Virtual-reality viewers are also big, Smith says. But it doesn’t always have to have a technology angle. When Republic Promos’ clients go to a college campus for recruitment days, Smith says her company will receive a lot of orders for run-of-the-mill can coolers and earbuds, which are still popular among the younger set.
Bethany Brevard, co-owner of Austin-based Proforma Professional Business Solutions (asi/300094), finds that cool, social media-ready products are always a big hit. “HR is always looking to be on the Best Places to Work list, so they want things that create buzz – particularly Twitter buzz,” says Brevard, whose work comes from about 90% tech clients. “They want tweets that say it’s an awesome place to work. Hashtag ‘Work here!’” Brevard says the distributor’s New Hire, New Baby and New Pet kits – “for anything bigger than a fish” – get tweeted like crazy.
Brevard says the sweet spot for trade show buys is the five- to six-dollar range that companies can give away in large quantities. She sells a lot of trucker hats, Yeti-style tumblers, laptop stickers, “things that target young, recent college grads.” (The largest tech companies in the U.S. are primarily young and male.)
“PopSockets (phone grips) are huge,” Brevard says. “Everyone’s into those right now; they are the giveaway of the year. But it’s one of those things you have to explain to your clients.” The same is true for Google VR viewers, she says, which often require a demonstration when she takes them to a client.
Trims largely caters to another echelon of the tech-company world: executive decision-makers at the companies. “Everything they buy is a step up from a rolled-up T-shirt,” Roth explains. “The look and feel are quality; that’s what they’re looking for most of all.”
While sometimes a technology client will want “very down-to-earth things like notebooks and pens,” she adds, Trims more often supplies promotional items for room drops, briefing centers, business trips for top sellers and investment dinners. “It’s more than two chocolate coins on your pillow at night,” she says. “Not necessarily expensive, but high touch.” Roth recently assembled a Sweet Dreams Package for conference attendees that included an eye mask. Travel items are big for Trims: travel pillows, small travel blankets, even portable photo printers. They are packaged with branded ribbon “so it feels like it’s been thoughtful; it’s not shrink-wrapped,” she says. A Bluetooth speaker Trims recently procured had 360-degree sound and could also be used for conference calls. Waterproof earbuds and charging stations are other sought-after items for the company.
Anything Bluetooth is also in demand right now, Holt says, such as speakers and wireless headphones. Apparel items remain popular in tech, too, just “not as many polos because it’s just not quite the style.”
Whether Proforma clients order hoodies or polos often depends on the age of the average employee, Brevard says. “A company’s Boulder/Denver office might order the trucker hat and thin hoodie,” she explains, “but the Long Island office might order fleeces and polos.”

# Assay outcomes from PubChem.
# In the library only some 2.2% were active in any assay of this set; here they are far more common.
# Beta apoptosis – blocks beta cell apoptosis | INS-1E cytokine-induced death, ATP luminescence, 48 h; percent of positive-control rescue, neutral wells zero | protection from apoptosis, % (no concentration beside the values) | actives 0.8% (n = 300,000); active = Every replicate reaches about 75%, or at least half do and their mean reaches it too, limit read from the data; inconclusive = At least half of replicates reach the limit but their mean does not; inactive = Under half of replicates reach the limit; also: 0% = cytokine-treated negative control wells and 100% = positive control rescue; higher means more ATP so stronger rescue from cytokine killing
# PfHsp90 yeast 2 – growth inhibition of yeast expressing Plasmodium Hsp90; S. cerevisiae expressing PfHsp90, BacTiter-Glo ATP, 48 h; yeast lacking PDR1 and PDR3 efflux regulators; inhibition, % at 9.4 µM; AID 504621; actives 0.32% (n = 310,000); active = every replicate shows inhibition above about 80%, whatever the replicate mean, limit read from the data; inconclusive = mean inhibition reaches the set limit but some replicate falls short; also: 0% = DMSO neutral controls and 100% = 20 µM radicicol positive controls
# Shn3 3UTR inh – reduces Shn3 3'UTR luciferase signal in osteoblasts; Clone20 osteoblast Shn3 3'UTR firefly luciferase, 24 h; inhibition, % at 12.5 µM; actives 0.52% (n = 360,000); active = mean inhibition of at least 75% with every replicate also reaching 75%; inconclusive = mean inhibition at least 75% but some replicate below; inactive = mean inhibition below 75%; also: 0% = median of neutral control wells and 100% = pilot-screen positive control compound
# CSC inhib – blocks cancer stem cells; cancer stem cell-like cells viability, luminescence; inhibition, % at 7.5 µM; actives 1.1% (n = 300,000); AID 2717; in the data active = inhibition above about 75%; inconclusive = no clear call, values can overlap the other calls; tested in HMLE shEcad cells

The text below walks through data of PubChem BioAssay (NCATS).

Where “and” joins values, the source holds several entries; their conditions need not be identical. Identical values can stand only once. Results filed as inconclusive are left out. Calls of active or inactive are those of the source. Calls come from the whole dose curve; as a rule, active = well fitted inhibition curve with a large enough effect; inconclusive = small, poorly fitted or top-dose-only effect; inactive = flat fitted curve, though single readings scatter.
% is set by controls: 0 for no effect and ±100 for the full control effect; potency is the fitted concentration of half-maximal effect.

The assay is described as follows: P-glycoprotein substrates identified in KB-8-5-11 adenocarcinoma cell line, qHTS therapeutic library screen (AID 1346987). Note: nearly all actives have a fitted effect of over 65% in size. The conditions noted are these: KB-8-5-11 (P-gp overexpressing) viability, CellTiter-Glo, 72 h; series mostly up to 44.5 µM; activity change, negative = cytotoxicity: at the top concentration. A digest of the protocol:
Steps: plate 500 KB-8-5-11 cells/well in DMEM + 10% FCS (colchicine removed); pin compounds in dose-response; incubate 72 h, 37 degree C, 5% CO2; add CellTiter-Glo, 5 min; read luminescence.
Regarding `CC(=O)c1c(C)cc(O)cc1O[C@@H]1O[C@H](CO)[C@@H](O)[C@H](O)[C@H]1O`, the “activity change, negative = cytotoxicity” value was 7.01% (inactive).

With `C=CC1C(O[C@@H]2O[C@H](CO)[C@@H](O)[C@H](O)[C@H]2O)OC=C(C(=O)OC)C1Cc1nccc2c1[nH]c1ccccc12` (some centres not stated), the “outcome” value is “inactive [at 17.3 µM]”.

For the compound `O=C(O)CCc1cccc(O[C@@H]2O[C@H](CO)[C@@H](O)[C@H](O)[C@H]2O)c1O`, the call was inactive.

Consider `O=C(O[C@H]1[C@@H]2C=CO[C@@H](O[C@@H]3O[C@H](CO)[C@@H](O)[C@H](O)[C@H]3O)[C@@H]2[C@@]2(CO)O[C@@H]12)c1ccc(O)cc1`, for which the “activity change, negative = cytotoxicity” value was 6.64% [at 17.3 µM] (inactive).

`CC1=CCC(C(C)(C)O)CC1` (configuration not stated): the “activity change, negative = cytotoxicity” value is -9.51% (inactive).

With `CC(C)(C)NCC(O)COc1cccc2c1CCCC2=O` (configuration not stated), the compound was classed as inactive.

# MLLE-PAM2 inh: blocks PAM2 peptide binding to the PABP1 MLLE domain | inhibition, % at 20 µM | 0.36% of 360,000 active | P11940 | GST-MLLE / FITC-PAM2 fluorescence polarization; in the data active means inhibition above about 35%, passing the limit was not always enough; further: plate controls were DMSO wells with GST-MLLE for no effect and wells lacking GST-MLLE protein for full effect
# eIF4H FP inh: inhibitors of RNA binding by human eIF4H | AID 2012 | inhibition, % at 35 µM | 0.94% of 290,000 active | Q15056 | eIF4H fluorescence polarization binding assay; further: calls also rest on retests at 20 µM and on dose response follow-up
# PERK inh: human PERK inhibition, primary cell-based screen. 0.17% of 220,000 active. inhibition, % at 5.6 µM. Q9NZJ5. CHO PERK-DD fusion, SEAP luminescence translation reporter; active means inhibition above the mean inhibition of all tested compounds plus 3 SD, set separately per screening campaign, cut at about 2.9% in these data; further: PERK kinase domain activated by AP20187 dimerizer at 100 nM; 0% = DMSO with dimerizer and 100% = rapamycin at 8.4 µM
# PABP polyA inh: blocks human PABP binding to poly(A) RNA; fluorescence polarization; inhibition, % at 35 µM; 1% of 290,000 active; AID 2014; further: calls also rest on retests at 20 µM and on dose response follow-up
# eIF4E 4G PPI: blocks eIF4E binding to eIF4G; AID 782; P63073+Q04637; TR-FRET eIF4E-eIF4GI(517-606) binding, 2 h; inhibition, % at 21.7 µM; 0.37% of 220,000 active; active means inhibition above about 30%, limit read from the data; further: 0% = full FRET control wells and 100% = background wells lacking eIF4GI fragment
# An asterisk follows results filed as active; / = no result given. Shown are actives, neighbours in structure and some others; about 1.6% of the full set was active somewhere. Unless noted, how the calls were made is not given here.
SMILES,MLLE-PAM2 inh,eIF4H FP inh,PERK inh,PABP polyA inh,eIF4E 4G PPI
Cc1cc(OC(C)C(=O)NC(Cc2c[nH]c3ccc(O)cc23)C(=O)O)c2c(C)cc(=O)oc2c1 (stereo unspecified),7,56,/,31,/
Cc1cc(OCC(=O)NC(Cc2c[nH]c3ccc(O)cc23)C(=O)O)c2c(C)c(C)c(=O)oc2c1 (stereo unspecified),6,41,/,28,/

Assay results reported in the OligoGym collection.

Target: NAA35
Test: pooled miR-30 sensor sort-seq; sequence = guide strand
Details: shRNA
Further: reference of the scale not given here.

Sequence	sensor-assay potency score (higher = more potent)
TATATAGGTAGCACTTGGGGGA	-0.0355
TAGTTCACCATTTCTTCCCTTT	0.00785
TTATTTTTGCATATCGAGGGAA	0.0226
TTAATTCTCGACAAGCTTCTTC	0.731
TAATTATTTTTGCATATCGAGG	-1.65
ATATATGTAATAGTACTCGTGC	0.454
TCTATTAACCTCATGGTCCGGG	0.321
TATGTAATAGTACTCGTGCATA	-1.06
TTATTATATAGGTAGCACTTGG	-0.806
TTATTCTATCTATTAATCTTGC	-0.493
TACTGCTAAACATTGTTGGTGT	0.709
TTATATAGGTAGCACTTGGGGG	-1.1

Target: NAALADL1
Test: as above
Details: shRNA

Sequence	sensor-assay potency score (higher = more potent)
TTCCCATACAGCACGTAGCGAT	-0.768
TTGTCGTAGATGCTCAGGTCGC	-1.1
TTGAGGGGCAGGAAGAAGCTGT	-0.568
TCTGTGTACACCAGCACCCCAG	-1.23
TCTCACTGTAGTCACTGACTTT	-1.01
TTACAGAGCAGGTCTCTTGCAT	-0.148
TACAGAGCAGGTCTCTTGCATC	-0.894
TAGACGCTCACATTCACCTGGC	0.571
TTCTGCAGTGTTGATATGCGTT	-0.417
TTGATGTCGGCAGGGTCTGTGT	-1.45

Creative thinking and dedicated sourcing can also be rewarded. Roth encourages her industry colleagues to look for ideas for promotional products in unexpected places. “If you don’t see it out there, it doesn’t mean it’s not out there,” she says. “The other day, I ended up sourcing a garment from a surfing company in California. It was perfect for what our client needed, so I called them up and ordered 800.”
Distributors say it varies who makes the purchasing decisions for a tech company. Trims’ Roth says she typically deals directly with the overall marketing department for the company, because they’re usually planning the event with the executive suite. “They’ll take our host of ideas at different price points to them depending on lead time,” she says. Image Source doesn’t talk as consistently with owners or senior executives; Holt says the company’s clients are generally middle managers or marketing team members. “A lot of our business actually comes from these administrators,” he says. “They book the caterer, the venue, the swag giveaways.”
Smith has found that, when working with both marketing and human-resources teams inside a single company, “surprisingly, HR will buy more than the marketing side, probably because it does a lot of trade shows.” But it always depends on the company, she adds.
Sales-incentive departments make big buys, too, Brevard says, because these are the people who take their top sellers “on $12,000 cruises to London.” She says jackets, luggage tags and branded awards are popular orders for this segment of a large company. As for marketing departments, Brevard says they look for inexpensive, tech-related items to hand out at events. Cardboard goggles have been a hit lately, she says: “We did about 5,000 of them at a recent event giveaway. It was great timing since VR goggles were the hot Christmas gift of the year.”
Starting with a tech company on the ground floor can be immensely rewarding if (should you be so lucky) the company becomes a runaway success. Flexibility is key too. Acquisitions and buyouts are common, which means distributors can leverage new opportunities if they play their cards right. Several of Proforma Professional Business Solutions’ tech clients have been acquired by larger companies, one of which led to a global master sales agreement with “a company that spends $1 million a year with us,” Brevard says.
Job changes are also common in this fast-moving field. A buyer who is leaving a company may force you to scramble for a new contact if you’re not prepared; however, a loyal buyer will bring distributors on-board to their new company. “You start building a network of clients from them moving around,” says Smith of Republic Promos, which has tripled in size in three years and was named to the Austin Fast 50 last year. “We’ve had two marketers who have used us at three or four different companies. There’s truly enough business for everyone.”
Sarah Protzman Howlett is a contributing writer for Advantages.